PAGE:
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Keywords:

  • processor description languages;
  • compiler;
  • instruction selection;
  • completeness

SUMMARY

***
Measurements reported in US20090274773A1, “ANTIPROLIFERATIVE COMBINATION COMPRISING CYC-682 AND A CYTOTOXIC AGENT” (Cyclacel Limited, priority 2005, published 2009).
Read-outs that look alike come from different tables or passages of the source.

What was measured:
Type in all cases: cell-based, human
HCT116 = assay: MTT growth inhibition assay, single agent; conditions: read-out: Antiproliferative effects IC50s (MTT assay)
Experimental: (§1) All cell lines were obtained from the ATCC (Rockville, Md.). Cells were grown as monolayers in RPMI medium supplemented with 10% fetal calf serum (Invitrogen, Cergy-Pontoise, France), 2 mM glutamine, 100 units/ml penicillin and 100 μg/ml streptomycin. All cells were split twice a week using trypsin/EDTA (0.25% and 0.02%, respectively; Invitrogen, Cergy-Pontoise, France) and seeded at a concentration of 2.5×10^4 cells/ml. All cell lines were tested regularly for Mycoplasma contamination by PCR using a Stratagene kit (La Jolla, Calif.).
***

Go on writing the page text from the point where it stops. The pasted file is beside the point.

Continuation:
Application-specific instruction set processors have proven successful in meeting the various design constraints of modern embedded systems and often provide the only viable trade-off between computing power and opposing metrics such as power consumption. A promising approach to facilitate the exploration of processor design alternatives are processor description languages, which capture the instruction set and hardware organization of a processor. With the use of those processor models, various design tasks, for example, the adaption of software development tools, the generation of hardware models, and various verification tasks, can be automatized. These languages thus allow effective shortening of development turnaround times. In this work, the novel xADL language is presented, which, in contrast to most contemporary processor description languages, focuses on a structural modeling of the processor's hardware organization. However, a behavioral model of the instruction set is automatically derived using instruction set extraction. This provides a tight coupling between the structural hardware view and the instruction set view of the processor and reduces the complexity of processor models in comparison with existing languages. The feasibility of our approach is demonstrated by a compiler backend generator based on tree pattern matching. An important property of our generator is its ability to automatically verify whether the resulting compiler is complete, that is, it can process all possible input programs. The generated compilers are competitive to handcrafted production compilers, showing speedups of up to 20% for certain benchmarks. On average, moderate slowdowns between 3% and 15% have been observed for several processor models while considerable reductions in code size have been measured. Copyright © 2012 John Wiley & Sons, Ltd.